LOS ALAMITOS, Calif., 28 January 2014 – IEEE Computer Society and University of California Irvine are partnering to host a massive open online course (MOOC) to share the new version of the Guide to the Software Engineering Body of Knowledge (SWEBOK) with students, software developers, engineers, and educators.
The three-week course, "Stop Writing Embarrassing Code: SWEBOK Version 3.0 Best Practices for Software Development," will be taught by IEEE Computer Society Vice President of Professional Activities Don Shafer, an internationally recognized expert in software engineering practices.
The course will begin on 18 February 2014, and meet from 10-11a.m. PST each Tuesday and Thursday. Presentations will be followed by an open discussion forum, a quiz, and a review of comments raise during the discussion. To register, visit http://www.computer.org/portal/web/certification/courses/MOOC.
The course is free and open to everyone. Each program participant will receive a complimentary electronic copy of the latest SWEBOK Guide, which builds upon Version 2.0 by adding significant content developed and approved by an international team of software experts.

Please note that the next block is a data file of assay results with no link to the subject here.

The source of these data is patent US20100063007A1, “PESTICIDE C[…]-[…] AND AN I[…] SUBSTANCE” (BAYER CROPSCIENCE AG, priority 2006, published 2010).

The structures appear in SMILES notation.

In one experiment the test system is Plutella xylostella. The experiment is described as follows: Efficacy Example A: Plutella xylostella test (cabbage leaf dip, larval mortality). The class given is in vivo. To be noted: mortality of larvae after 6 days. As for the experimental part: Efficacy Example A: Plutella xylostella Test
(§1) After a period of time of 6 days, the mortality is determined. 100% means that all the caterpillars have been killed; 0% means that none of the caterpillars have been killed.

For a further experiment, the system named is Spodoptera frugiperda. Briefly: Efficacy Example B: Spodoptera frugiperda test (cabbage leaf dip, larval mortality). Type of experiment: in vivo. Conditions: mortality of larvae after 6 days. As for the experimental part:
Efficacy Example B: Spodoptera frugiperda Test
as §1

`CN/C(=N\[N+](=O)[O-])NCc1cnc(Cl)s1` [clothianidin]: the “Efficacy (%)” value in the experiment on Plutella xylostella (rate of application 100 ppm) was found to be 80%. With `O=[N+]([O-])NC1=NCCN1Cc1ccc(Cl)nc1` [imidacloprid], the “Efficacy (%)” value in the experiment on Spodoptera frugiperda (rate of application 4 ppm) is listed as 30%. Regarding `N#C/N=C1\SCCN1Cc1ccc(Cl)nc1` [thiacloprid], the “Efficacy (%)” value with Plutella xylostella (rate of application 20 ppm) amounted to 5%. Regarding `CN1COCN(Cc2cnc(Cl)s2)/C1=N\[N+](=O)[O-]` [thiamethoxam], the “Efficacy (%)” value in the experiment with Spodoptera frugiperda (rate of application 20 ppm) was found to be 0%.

"As the world of software development and software engineering grows and expands, glitches, malfunctions, breakdowns, and failures become more commonplace," said Shafer. "But many of them can be prevented by the use of software engineering best practices. The recent healthcare.gov failure is an example of a situation that was both predictable and greatly preventable."
The new MOOC will discuss the importance of the SWEBOK Guide to software development and the software engineering field. It will focus on best practices, techniques, and approaches used for successful software development, implementation, and evolution.
"This represents a unique event–the first time a university and a professional society have collaborated to present a software engineering MOOC," said Jean-Luc Gaudiot, IEEE Computer Society Vice President of Educational Activities and a computer science professor at UCI. "This is the future direction of education. It goes well beyond the conventional lecture. It may not be in its final form. We have to experiment and lead the way."
MOOCs are being viewed as a means of bringing education into the hands of a broad global audience, using interactive methods such as video, discussion forums, and presentations. Some of the more well-known MOOCs draw tens of thousands of students.